Socially-responsible investing is a concept that most of us would love to adopt … as long as it doesn’t cost us. Here’s a reality check: If you’d invested five years ago in shares of Altria Group Inc. (NYSE: MO), parent of tobacco products maker Philip Morris, your shares would have appreciated more than 170%. Casino company Wynn Resorts Ltd. (NASD, WYNN) shares have gained more than 130%. On the other hand, if you’d bought shares of Ascent Solar Technologies Inc. (NASD, ASTI), a developer of solar consumer electronics, you would have watched your shares tumble from the mid-40s to less than a dollar over the same period.
This is not to say that so-called sin stocks (a term generally used to describe companies in sectors such as alcohol, tobacco, gambling and defense businesses) will always outperform stocks of “socially responsible” companies, a sector that is even broader and harder to define. There are darlings and dogs to be found in both categories. Shares of organic food grocer Whole Foods Market Inc. (NASD: WFM), for instance, have more than tripled in five years. SolarCity Corp. (NASD: SCTY) a provider of home solar systems, has more than quadrupled since it went public in 2012.
But consistently investing according to your conscience means not only selecting stocks of businesses you believe in but bypassing the ones, however profitable, that don’t live up to your standards. If this seems difficult to do with individual stocks, it’s considerably harder with mutual funds, when the managers’ notion of responsible investing may not align with yours. But, as some of the examples, mentioned above illustrate, it is possible to at least move in the direction of investing in companies you believe in.
Some tips for getting started:
–Weed out some objectionable stocks. There are many levels to socially responsible investing but at its most basic level, this means avoiding those investments you don’t believe in. Decide what you feel most strongly about, and keep in mind that there may be things more offensive to you than the standard sin categories like gambling and tobacco. Perhaps you want to avoid investing in defense contractors, or companies that make genetically-modified food, or oil producers. While your perspective is unique, one of the most powerful things you can do to clean up your portfolio to your liking is avoid those businesses to which you’re most opposed.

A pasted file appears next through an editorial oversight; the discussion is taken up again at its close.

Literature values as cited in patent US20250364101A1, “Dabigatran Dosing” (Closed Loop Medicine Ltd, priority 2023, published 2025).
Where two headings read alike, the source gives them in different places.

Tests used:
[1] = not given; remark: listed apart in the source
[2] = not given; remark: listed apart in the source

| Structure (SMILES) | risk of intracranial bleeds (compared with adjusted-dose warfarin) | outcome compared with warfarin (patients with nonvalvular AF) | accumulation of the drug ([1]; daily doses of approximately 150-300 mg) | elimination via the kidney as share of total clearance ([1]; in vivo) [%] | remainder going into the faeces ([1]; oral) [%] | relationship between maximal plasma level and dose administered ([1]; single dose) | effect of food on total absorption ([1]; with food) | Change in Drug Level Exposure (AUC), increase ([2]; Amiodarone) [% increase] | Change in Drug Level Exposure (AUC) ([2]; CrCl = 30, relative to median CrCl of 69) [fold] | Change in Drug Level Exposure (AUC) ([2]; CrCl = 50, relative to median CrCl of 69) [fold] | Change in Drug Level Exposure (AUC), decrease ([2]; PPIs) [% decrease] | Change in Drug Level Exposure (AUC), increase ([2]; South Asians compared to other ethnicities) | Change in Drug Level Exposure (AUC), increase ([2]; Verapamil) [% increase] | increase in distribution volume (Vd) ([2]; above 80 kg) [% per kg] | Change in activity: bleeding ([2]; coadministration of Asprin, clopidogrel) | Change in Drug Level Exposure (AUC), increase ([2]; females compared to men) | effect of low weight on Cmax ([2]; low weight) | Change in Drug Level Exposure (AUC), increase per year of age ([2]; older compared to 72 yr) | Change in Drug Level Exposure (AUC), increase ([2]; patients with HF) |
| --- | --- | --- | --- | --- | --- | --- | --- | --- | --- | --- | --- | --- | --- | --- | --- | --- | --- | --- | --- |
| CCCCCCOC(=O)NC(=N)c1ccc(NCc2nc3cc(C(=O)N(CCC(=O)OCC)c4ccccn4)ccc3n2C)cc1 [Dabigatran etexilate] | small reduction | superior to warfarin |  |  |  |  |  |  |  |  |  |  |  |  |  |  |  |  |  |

–Decide what you do care about. It’s easy to equate solar power or organic foods with responsible investing but the reality is that all sorts of businesses are having a positive impact on the world. There are companies that make water purification technologies that are dramatically improving health in the developing world. There are manufacturers of run-of-the-mill household products that are making a difference by adopting greener manufacturing processes or higher labor standards. Some companies stand out for paying workers significantly more than the minimum wage. You can’t possibly identify all of these, but you can select some that make a difference.
–Research mutual funds. The good news is that today there are more choices than ever for sound, socially-conscious investments. Investors have whole-heartedly embraced the concept and this has helped direct more money and liquidity toward socially-conscious investments. The iShares MSCI USA ESG Select exchange-traded fund, (NYSE: KLD), for example, invests in companies identified as having positive social, environmental and governance characteristics, and has appreciated 80% in five years.
–Limit expectations and diversify. It’s a golden rule of investing, and diversification can also be a good strategy for putting some of your money in socially responsible investments without becoming too unbalanced. If you’re committed to supporting environmental elements of socially responsible businesses, consider doing so with just a portion of your portfolio . . . at least initially. This approach brings multiple benefits. For one thing, it helps you avoid putting all your cash in a single sector. But diversifying also gives you a way to accept lower yields on a portion of your portfolio. It’s never advisable to put money into a stock with a poor outlook. But in certain circumstances, it may make sense to put some of your money into a stock with some, but limited growth potential. While we ultimately invest to preserve and grow our assets, our investments don’t always have to chase the highest yields. Modest growth can be a good part of an overall strategy that addresses both your financial and your philosophical goals.
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